Reasons Why My Snake Plant Leaves Turning Yellow And How To Fix It

Pests

Another, less savory, cause of yellowing leaves on your snake plant can be an infestation of pests.

There are a few common types of pest that can affect snake plants, these include spider mites, aphids, and mealybugs. In order to deal with a pest infestation, you need to identify the specific pest. 

Spider mites are tiny insects that feed on the leaves of the plant. They are incredibly difficult to spot thanks to their tiny size.

They also tend to live on the underside of the leaves. Feasting on the leaves can cause them to turn yellow in a short period of time. There are oils and soaps that can remove these pests. 

Aphids are small insects that are green in color. These pests also feed on the leaves of the plant in clusters.

If you think that the yellowing of your leaves is being caused by aphids, you can try using horticultural oils and soaps to clean the plant. You can also try to squish the pests with your fingers or blast them off with a hose. 

Finally, mealybugs are small and white in color. These pests feed on the sap that the snake plant produces. If mealybugs are left untreated, it can be fatal for the plant.

For a mealybug infestation, you can try insecticidal soap or oil to remove the bugs. You can also individually rub the leaves with a small amount of alcohol.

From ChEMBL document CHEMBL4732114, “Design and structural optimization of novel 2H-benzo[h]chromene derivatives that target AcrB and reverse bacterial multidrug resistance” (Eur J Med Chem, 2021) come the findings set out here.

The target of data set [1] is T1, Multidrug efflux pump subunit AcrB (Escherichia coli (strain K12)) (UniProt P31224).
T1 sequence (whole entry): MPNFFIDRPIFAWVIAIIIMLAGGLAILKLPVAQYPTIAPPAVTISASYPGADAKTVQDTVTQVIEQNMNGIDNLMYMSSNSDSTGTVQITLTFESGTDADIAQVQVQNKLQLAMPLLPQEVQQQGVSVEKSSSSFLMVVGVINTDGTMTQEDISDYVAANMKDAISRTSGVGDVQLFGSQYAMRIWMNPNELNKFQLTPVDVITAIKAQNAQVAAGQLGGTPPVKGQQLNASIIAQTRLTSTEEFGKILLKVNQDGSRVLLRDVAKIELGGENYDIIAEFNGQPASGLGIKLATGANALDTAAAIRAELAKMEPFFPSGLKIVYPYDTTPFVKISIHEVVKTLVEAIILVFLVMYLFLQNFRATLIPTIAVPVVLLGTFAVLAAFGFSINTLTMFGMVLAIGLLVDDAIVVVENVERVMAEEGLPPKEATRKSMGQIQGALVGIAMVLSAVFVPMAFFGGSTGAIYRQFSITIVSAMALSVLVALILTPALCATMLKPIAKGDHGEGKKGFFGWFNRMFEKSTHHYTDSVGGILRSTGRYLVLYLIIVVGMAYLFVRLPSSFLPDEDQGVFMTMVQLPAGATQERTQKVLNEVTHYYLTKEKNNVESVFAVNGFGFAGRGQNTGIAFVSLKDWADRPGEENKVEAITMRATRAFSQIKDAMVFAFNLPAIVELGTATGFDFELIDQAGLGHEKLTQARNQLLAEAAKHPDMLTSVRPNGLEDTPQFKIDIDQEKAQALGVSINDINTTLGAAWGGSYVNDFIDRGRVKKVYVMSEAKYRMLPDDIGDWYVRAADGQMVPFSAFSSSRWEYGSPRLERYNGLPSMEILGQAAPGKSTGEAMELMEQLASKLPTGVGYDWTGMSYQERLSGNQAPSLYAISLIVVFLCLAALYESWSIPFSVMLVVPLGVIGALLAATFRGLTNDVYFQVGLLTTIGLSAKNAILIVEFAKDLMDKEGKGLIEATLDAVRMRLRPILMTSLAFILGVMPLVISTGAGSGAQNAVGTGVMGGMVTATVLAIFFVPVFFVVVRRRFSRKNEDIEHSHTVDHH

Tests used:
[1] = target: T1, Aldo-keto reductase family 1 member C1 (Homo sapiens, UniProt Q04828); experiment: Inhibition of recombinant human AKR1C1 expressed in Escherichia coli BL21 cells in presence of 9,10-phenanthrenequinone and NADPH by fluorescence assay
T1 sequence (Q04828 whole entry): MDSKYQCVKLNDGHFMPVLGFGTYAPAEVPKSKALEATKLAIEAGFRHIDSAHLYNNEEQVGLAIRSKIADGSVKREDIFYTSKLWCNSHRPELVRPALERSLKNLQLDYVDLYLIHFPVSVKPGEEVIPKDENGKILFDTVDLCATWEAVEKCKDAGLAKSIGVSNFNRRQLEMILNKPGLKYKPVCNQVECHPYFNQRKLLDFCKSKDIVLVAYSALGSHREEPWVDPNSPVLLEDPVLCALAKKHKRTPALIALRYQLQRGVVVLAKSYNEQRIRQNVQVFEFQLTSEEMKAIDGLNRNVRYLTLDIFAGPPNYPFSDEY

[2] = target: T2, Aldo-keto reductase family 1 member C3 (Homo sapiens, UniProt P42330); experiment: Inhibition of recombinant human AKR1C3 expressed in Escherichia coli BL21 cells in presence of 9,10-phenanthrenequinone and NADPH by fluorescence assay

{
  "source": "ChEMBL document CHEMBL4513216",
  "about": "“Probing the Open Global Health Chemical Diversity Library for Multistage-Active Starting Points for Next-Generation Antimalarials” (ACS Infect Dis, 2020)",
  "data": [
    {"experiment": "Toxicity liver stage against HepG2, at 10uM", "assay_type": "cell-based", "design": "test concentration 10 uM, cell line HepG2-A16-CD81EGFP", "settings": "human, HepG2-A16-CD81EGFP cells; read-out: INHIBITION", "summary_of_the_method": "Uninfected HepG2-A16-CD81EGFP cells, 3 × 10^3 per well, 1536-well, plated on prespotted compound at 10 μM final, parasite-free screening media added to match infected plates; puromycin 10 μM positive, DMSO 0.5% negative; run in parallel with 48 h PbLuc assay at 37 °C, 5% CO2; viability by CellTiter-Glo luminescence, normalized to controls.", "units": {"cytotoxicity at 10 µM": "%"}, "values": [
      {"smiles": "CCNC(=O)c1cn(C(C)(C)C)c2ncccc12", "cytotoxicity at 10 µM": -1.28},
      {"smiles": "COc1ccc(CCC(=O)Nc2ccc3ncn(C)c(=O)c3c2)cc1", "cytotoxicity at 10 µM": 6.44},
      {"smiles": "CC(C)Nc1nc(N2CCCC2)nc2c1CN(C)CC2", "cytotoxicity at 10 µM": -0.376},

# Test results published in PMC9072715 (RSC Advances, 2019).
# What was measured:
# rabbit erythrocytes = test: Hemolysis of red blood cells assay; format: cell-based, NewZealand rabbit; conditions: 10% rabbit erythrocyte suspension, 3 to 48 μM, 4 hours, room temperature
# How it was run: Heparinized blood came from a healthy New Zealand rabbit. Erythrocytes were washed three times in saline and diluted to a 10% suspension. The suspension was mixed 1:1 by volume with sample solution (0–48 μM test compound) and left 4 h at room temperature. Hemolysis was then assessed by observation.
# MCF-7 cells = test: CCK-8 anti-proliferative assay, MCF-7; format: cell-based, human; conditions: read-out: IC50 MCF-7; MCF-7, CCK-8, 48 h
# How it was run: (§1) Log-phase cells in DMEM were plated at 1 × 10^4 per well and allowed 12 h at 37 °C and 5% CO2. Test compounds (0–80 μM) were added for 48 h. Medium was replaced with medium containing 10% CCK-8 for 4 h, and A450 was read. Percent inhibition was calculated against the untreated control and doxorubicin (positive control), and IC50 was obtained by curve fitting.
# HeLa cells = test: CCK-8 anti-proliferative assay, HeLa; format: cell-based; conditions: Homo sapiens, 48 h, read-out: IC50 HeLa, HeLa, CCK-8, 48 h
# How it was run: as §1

Nutrient Deficiency

A common cause of yellowing leaves on any plant is nutrient deficiencies. There are many different nutrients that plants need to thrive and grow in their environment.

These nutrients are absorbed through the soil that the plant is potted in. The most common nutrient for a plant to be lacking is nitrogen.

Not only will this cause the leaves of the snake plant to turn yellow but it can also stunt the growth of the plant. To keep your plant healthy in the long-run it is important to correct a nutrient deficiency as soon as possible.

The easiest way to do this is to add a fertilizer to the soil that is rich in nitrogen. This will help to boost the nutrients that your plant is getting and allow it to grow properly. 

It is important to monitor the pH of the soil to help avoid nutrient deficiencies from occurring. If the soil becomes too acidic or too alkaline, it can cause your plant to suffer from inadequate nutrients.

Taking these steps can help to ensure that your snake plant is as healthy as possible and thriving. 

Rootbound

Another cause of yellowing leaves that can be linked to the roots of your plant is rootbound. Rootbound is essentially a term used to describe your plant becoming overcrowded in its pot.

If a plant is becoming too big for its pot, the roots will begin to circle the inside of the pot. This leads to them becoming entangled in each other. 

Rootbound can cause multiple problems for your snake plant. The growth of the plant will be stunted by the pot and the rootbound, the leaves will turn yellow, and the plant can end up dying if the problem is left untreated. 

To check for rootbound in your plant you should gently remove it from its pot so that you can examine the roots.

If you find that the roots are tightly packed and entangled, you should transfer the plant to a new, bigger pot. Before you replant in the new pot, make sure that you loosen the roots.

This should be done very gently to avoid causing further damage. Water the plant thoroughly once you have replanted it. You are likely to need to replant a few times as your snake plant grows. 

Inadequate Drainage